The example also shows that enjambment (no pause at end of line) did indeed exist in early English as well.

Scene 4

Sweete mistresse where as I loue you nothing at all,
Regarding your substance and richesse chiefe of all,
For your personage, beautie, demeanour and wit,
I commende me vnto you neuer a whit.
Sorie to heare report of your good welfare.
For (as I heare say) suche your conditions are,
That ye be worthie fauour of no liuing man,
To be abhorred of euery honest man.
To be taken for a woman enclined to vice.
Nothing at all to Vertue gyuing hir due price.
Whersore concerning mariage, ye are thought
Suche a fine Paragon, as nere honest man bought.
And nowe by these presentes I do you aduertise
That I am minded to marrie you in no wise.
For your goodes and substance, I coulde bee content
To take you as ye are. If ye mynde to bee my wyfe,
Ye shall be assured for the tyme of my lyfe,
I will keepe ye ryght well, from good rayment and fare,
Ye shall not be kepte but in sorowe and care.
Ye shall in no wyse lyue at your owne libertie,
Doe and say what ye lust, ye shall neuer please me,
But when ye are mery, I will be all sadde,
When ye are sory, I will be very gladde.
When ye seeke your heartes ease, I will be vnkinde,
At no tyme, in me shall ye muche gentlenesse finde.
But all things contrary to your will and minde,
Shall be done: otherwise I wyll not be behinde
To speake. And as for all them that woulde do you wrong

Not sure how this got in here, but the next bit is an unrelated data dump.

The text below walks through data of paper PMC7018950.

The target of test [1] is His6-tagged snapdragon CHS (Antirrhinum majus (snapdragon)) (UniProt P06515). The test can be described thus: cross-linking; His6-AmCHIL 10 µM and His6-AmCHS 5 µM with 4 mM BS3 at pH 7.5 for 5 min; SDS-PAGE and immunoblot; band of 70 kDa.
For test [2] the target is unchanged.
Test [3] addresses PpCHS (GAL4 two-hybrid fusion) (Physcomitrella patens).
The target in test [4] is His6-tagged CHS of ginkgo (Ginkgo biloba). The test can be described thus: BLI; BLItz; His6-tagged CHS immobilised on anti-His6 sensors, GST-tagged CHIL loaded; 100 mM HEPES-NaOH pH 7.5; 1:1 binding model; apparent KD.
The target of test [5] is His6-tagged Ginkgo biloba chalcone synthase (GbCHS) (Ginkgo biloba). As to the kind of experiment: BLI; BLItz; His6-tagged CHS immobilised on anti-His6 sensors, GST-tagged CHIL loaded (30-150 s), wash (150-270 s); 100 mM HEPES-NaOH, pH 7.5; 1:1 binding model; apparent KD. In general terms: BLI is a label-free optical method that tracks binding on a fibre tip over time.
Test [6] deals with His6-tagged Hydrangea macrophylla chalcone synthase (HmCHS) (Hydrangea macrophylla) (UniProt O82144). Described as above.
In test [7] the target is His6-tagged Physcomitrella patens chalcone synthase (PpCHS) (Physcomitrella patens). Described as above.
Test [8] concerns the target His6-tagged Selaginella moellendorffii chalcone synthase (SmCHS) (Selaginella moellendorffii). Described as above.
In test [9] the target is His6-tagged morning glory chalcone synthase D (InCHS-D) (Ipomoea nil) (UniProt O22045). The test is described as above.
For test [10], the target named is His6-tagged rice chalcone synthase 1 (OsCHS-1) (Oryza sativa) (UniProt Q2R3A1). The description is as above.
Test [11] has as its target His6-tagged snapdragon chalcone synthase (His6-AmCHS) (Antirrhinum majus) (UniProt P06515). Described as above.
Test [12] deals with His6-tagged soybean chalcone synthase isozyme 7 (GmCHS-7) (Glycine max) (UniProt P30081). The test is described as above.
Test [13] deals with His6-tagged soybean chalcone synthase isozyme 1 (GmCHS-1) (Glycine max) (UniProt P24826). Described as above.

I will so helpe and mainteyne, ye shall not lyue long.
Nor any foolishe dolte, shall cumbre you but I.
Thus good mistresse Custance, the lorde you saue and kepe,
From me Roister Doister, whether I wake or slepe.
Who fauoureth you no lesse, (ye may be bolde)
Than this letter purporteth, which ye haue vnfolde.

Scene 5

Sweete mistresse, where as I loue you, nothing at all
Regarding your richesse and substance: chiefe of all
For your personage, beautie, demeanour and witte
I commende me vnto you: Neuer a whitte
Sory to heare reporte of your good welfare.
For (as I heare say) suche your conditions are,
That ye be worthie fauour: Of no liuing man
To be abhorred: of euery honest man
To be taken for a woman enclined to vice
Nothing at all: to vertue giuing hir due price.
Wherfore concerning mariage, ye are thought
Suche a fine Paragon, as nere honest man bought.
And nowe by these presents I doe you aduertise,
That I am minded to marrie you: In no wyse
For your goodes and substance: I can be content
To take you as you are: yf ye will be my wife,
Ye shall be assured for the time of my life,
I wyll keepe you right well: from good raiment and fare,
Ye shall not be kept: but in sorowe and care
Ye shall in no wyse lyue: at your owne libertie,
Doe and say what ye lust: ye shall neuer please me
But when ye are merrie: I will bee all sadde
When ye are sorie: I wyll be very gladde
When ye seeke your heartes ease: I will be vnkinde
At no time: in me shall ye muche gentlenesse finde.
But all things contrary to your will and minde
Shall be done otherwise: I wyll not be behynde
To speake: And as for all they that woulde do you wrong,
(I wyll so helpe and maintayne ye) shall not lyue long.
Nor any foolishe dolte shall cumber you, but I,
I, who ere say nay, wyll sticke by you tyll I die.
Thus good mistresse Custance, the lorde you saue and kepe.
From me Roister Doister, whether I wake or slepe,
Who fauoureth you no lesse, (ye may be bolde)
Than this letter purporteth, which ye haue vnfolde.

http://www.gutenberg.org/files/21350/21350-h/21350-h.htm

See also https://plus.google.com/+MohanKV/posts/MXGPBQfAsMz

Written by S

Tue, 2014-02-25 at 07:30:28

Posted in language, literature